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Several colleagues have asked me about some curious recent news: the exodus of billionaires from Norway. As our Nordics correspondent Richard Milne has reported, what used to be a tiny trickle of very rich Norwegians moving to Switzerland has turned into a (relative) flood in the past year. And they blame Norway’s wealth tax, a levy paid annually in proportion to individuals’ net worth.
Free Lunch readers know that I take a close interest in both wealth taxes and in Norway. So here, by popular request, is an attempt to make sense of the world’s least important migration crisis.
Norway has had a net wealth tax for a very long time and remains one of few countries that still levy one. But it has recently gone up. The centre-left government that came into power in late 2021 has raised the rate from 0.85 per cent to 1.1 per cent on the largest fortunes, and reduced the valuation discount for stocks. They also raised the tax-free allowance, but for the richest the changes will have meant significantly more wealth tax.
So is this what is driving the rich away, and if so, is it a bad thing? Above all, is it an argument against wealth taxes?
First, a superficial puzzle. You would think that if the wealth tax is the reason for moving, you would not move to Switzerland, which is one of the few other countries that have one. But the rate is lower in Switzerland. (That rate varies by canton, from about 0.1 per cent in the lowest-taxing ones to a top marginal rate of about 1 per cent in Geneva, which is similar to the Norwegian rate. No prizes for guessing that Geneva is not where Norway’s tax exiles choose to go.) Not only that, Swiss cantons can, in practice, exempt foreigners with no Swiss income from a real wealth tax by applying it to a deemed wealth level that is unrelated to actual wealth.
But that has been the case for some time. Yet, there was no billionaires’ exodus before now. A Norwegian government commission appointed to examine the tax system, including the wealth tax, delivered its report right before Christmas. Among its many findings was that emigrants with a net worth above NKr100m ($10mn) numbered 130 in the whole decade up to late 2022 — less than 5 per cent of the whole group with such wealth — and 115 immigrated. But much of that happened in the past two years, and judging from press reports, a lot more people will soon be registering as emigrants with the tax authorities.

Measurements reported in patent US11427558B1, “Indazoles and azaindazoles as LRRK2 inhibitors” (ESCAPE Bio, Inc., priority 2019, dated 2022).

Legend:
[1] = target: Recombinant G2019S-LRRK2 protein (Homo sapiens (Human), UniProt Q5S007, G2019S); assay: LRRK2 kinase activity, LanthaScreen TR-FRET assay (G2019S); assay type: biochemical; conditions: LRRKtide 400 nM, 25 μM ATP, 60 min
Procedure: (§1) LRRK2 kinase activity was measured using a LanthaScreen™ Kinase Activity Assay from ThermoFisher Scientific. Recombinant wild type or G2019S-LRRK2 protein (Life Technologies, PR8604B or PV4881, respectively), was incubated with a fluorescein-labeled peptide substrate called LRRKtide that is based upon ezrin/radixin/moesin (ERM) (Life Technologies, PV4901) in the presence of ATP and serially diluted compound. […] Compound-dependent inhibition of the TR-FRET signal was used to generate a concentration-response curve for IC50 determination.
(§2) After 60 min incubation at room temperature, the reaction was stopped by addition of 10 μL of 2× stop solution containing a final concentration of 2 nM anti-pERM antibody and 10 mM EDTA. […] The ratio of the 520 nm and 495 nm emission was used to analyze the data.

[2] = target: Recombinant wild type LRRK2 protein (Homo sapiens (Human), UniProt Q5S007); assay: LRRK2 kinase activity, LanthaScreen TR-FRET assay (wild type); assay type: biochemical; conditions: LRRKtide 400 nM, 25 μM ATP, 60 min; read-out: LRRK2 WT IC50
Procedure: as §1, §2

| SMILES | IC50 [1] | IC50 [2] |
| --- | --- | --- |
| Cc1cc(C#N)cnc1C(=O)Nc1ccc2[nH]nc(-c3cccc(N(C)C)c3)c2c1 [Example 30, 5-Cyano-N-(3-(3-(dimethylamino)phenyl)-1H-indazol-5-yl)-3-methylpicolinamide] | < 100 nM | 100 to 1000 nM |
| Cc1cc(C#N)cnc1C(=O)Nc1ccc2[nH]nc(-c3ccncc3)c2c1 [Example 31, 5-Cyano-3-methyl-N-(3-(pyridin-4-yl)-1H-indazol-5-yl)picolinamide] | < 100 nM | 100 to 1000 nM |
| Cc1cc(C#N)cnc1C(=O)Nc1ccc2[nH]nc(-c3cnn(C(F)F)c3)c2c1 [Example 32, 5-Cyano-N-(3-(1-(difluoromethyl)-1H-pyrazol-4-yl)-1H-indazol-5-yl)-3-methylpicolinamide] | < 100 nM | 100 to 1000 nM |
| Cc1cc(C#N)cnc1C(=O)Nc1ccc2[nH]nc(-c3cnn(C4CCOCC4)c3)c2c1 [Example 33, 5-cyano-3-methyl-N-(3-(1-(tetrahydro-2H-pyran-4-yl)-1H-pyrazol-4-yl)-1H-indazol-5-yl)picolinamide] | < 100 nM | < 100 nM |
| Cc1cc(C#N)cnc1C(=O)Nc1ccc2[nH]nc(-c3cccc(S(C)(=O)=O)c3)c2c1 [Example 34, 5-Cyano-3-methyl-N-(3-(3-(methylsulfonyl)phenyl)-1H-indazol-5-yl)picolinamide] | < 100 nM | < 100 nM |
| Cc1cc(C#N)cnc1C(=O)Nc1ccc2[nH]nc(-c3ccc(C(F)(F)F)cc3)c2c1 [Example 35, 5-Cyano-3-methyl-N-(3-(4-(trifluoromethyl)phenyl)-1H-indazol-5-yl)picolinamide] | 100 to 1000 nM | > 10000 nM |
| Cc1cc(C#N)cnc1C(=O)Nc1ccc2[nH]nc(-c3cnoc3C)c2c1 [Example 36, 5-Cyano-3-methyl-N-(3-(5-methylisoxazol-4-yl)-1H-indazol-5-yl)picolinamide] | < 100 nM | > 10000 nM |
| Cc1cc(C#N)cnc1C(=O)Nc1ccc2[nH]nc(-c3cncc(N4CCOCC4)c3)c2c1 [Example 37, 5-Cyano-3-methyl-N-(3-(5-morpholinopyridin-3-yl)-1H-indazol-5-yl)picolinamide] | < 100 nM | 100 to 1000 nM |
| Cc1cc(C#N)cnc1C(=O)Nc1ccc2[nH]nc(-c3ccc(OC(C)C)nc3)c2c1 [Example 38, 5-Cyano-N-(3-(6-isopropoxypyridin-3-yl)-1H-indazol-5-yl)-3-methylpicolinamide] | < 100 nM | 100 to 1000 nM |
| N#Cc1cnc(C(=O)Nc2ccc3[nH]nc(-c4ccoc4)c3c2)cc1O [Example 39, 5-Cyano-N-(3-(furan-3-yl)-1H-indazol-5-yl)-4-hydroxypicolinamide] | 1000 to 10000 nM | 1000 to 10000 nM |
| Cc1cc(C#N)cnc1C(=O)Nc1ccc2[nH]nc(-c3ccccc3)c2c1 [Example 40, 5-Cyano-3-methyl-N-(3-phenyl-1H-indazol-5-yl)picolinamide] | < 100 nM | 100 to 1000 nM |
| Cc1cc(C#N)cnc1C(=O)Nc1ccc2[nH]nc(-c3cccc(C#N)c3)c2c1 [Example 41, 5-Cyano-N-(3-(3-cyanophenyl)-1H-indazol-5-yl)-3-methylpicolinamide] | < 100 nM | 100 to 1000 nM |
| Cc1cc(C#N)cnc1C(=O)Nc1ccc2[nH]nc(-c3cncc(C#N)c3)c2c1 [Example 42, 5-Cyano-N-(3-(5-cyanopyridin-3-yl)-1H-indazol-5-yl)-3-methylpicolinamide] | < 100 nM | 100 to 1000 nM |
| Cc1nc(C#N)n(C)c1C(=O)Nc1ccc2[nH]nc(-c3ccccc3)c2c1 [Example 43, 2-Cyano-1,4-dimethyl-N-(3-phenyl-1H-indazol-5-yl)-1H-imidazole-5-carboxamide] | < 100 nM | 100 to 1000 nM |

So it stands to reason that tax changes have something to do with it. And it is not just the wealth tax that has gone up. The government raised taxes on excess profit in high-rent industries such as power generation and fish farming. It has also proposed tightening the taxation of corporate owners’ use of the property their companies own, making it more expensive to hold luxury houses or boats, for example, through corporate structures. All this taken together has clearly made the very wealthy feel less loved than they think they deserve.
But it is, above all, the wealth tax they complain about — at least those among the exiles willing to admit to newspapers to be motivated by tax at all. So let us take their word for it. It is not a good look, especially in contrast with another group of very rich people heading for the Swiss mountains recently: the campaigning group of “patriotic millionaires” who went to Davos not to complain about wealth taxation but to plead for more.
The Norwegian tax exiles do not, of course, say that they just want to pay less. Rather, they pose as geese that lay golden eggs: they move because the wealth tax forces them to take capital out of their companies to pay it, and that, in turn, is bad for growth, business development and employment where their companies are based. We do it for the sake of the jobs we have created, in other words. Or perhaps: nice economy you’ve got there; it would be a shame if something happened to it.
There are two problems with this argument, though. One is that even if wealthy owners did have to take out larger dividends from their companies in order to pay the wealth tax, there is little sign that Norwegian companies themselves suffer from a lack of access to capital. The difference is just that more capital will come from other sources than the original owners, and it may be precisely this dilution that rankles, especially for self-made entrepreneurs or family businesses.